How Sufjan Stevens' Music Became a 'Sort of Narrator' for 'Call Me by Your Name'
“His voice is so angelic,” Call Me by Your Name director Luca Guadagnino says of singer-songwriter Sufjan Stevens, whose music acts as a “sort of narrator” to the romantic coming-of-age drama.
Billboard recently chatted with Guadagnino about the music of Call Me by Your Name, Stevens’ three songs featured in the buzzy film (including two written for the movie: “Mystery of Love” and “Visions of Gideon”), and the “blissfulness” Guadagnino felt when hearing Stevens’ Call Me tunes for the first time.
The movie -- which is set in 1983 and stars Timothée Chalamet and Armie Hammer -- additionally boasts a handful of then-contemporary European pop hits, The Psychedelic Furs’ rock classic “Love My Way,” and a selection of classical pieces.
Guadagnino says of the inclusion of Stevens and his music: “I wanted to work on a contribution from the standpoint of music that could give the film a precise identity that was going to go beyond the philologic aspect of the '80s and the commentary music of the classical music. And that's why I was seeking a voice to add itself to the voices of the film -- played by the actors playing the characters -- and that's when I thought of Sufjan Stevens.”
Here are excerpts of our interview with Guadagnino, which can be heard in full on the Pop Shop Podcast:
Why was [Stevens’] voice and his style of music important for the film?
Because I wanted to have a sort of narrator, without having a normal narrator.
It's sort of like you're hearing Elio [Chalamet's character]'s internal monologue, in a way, when you hear his music.
And also the movie's internal monologue, in a way. I think what Sufjan comes with is three things. First, the lyrics he writes are incredibly evocative. Very, very sharp. And they are, in a way, capable of evoking images that are not necessarily the same for everybody. So this, in a way, makes it universal. The music is pure and poetic and simple. And those were qualities I was seeking for the film. And the voice is like crystal. His voice is so angelic, in a way. So the combination of these three things was fantastic.
You approached him to write one song and he ended up giving you two (“Mystery of Love” and “Visions of Gideon”)…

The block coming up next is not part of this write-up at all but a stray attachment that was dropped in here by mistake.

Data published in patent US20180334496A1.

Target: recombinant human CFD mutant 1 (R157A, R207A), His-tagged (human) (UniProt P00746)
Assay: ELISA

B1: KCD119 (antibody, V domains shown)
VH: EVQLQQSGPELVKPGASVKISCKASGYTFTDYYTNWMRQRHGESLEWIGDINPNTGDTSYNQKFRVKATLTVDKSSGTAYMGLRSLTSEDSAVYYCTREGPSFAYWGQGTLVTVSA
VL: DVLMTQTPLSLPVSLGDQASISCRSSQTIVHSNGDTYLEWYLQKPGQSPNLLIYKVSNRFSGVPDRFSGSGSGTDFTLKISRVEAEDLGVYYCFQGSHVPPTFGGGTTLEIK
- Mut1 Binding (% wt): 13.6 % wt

And then he also adapted "Futile Devices" from The Age of Adz for piano.
When he was writing the music -- he wrote the music before the film was shot…
He sent us the music, I would say, a week into the shooting. And we were shocked when we got it.
Now, what did he have to go by to do the music? Was it just the script and the book?
Script, book, conversation.
Did you send him any imagery or photos of the villa [Elio's home]?
Mmm… I don't think so.
When you talked to him to write the music, did you say that you wanted it for a specific scene, or did you just say "be inspired and we'll put it into the movie somewhere"?
Really? So when you got the songs back, did you immediately know where you were going to put them into the film? Because the scenes that they are in, and I don't want to spoil it for anyone… they are very important scenes.
Once I listened to them, "Visions of Gideon," I immediately detected that was going to be the last song in the film. And "Mystery of Love," we talked with Walter [Fasano], briefly, my editor, and we identified it with the moment in which they [Elio and Oliver, Hammer's character] go hiking. For "Futile Devices," that was more in-the-work. But when we watched the film, when we watched the rushes of the scene in which Elio is thinking, and he's melancholically thinking of Oliver [whom Elio has fallen for], that is when it gripped in us the idea that was the right place [for the song].
When you first got the songs back, I read that you had played them for Armie and Timothée. You brought them in and sat them down and played them the songs. How did they react when they first heard the music?
Well, we were in my living room. It was me, Walter, Armie and Timothée. And I remember it was blissfulness and emotion. It was a great moment, because we were very united already, but it's something you can't describe, in a way. Because you know when you do a movie, you can do a movie as a job, or you can do a movie as a piece of life. And we were doing a movie that was a piece of life, of our lives, intertwined. And then we heard this music, and the depths of our commitment to the movie, I think, grew significantly more. And we became enveloped into this magic. We kept listening to the songs for like an afternoon.